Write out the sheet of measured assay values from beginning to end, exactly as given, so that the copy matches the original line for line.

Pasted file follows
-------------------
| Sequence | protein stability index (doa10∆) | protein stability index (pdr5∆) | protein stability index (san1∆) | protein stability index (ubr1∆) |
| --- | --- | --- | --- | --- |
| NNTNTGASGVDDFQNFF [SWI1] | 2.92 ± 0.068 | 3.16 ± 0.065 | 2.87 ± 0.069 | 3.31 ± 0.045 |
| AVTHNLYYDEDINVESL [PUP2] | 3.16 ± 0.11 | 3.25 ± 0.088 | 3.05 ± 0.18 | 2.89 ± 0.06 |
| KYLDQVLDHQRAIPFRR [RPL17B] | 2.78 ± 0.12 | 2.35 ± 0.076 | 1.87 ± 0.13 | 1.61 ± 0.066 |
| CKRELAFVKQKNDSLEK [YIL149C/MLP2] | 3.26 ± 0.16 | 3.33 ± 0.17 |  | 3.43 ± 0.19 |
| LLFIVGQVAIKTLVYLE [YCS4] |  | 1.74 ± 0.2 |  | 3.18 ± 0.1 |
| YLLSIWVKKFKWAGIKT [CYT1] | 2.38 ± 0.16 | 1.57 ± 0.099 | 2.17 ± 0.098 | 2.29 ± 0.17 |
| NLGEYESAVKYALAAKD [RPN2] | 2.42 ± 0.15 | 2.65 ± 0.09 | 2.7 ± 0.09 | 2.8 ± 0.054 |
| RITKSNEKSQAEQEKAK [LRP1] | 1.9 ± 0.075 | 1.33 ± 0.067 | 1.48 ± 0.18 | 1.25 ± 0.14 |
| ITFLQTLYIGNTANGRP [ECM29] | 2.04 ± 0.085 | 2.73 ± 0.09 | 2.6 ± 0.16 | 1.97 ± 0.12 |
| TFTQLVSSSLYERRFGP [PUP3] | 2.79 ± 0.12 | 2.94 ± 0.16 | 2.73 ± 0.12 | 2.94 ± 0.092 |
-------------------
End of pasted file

| Sequence | protein stability index (doa10∆) | protein stability index (pdr5∆) | protein stability index (san1∆) | protein stability index (ubr1∆) |
| --- | --- | --- | --- | --- |
| NNTNTGASGVDDFQNFF [SWI1] | 2.92 ± 0.068 | 3.16 ± 0.065 | 2.87 ± 0.069 | 3.31 ± 0.045 |
| AVTHNLYYDEDINVESL [PUP2] | 3.16 ± 0.11 | 3.25 ± 0.088 | 3.05 ± 0.18 | 2.89 ± 0.06 |
| KYLDQVLDHQRAIPFRR [RPL17B] | 2.78 ± 0.12 | 2.35 ± 0.076 | 1.87 ± 0.13 | 1.61 ± 0.066 |
| CKRELAFVKQKNDSLEK [YIL149C/MLP2] | 3.26 ± 0.16 | 3.33 ± 0.17 |  | 3.43 ± 0.19 |
| LLFIVGQVAIKTLVYLE [YCS4] |  | 1.74 ± 0.2 |  | 3.18 ± 0.1 |
| YLLSIWVKKFKWAGIKT [CYT1] | 2.38 ± 0.16 | 1.57 ± 0.099 | 2.17 ± 0.098 | 2.29 ± 0.17 |
| NLGEYESAVKYALAAKD [RPN2] | 2.42 ± 0.15 | 2.65 ± 0.09 | 2.7 ± 0.09 | 2.8 ± 0.054 |
| RITKSNEKSQAEQEKAK [LRP1] | 1.9 ± 0.075 | 1.33 ± 0.067 | 1.48 ± 0.18 | 1.25 ± 0.14 |
| ITFLQTLYIGNTANGRP [ECM29] | 2.04 ± 0.085 | 2.73 ± 0.09 | 2.6 ± 0.16 | 1.97 ± 0.12 |
| TFTQLVSSSLYERRFGP [PUP3] | 2.79 ± 0.12 | 2.94 ± 0.16 | 2.73 ± 0.12 | 2.94 ± 0.092 |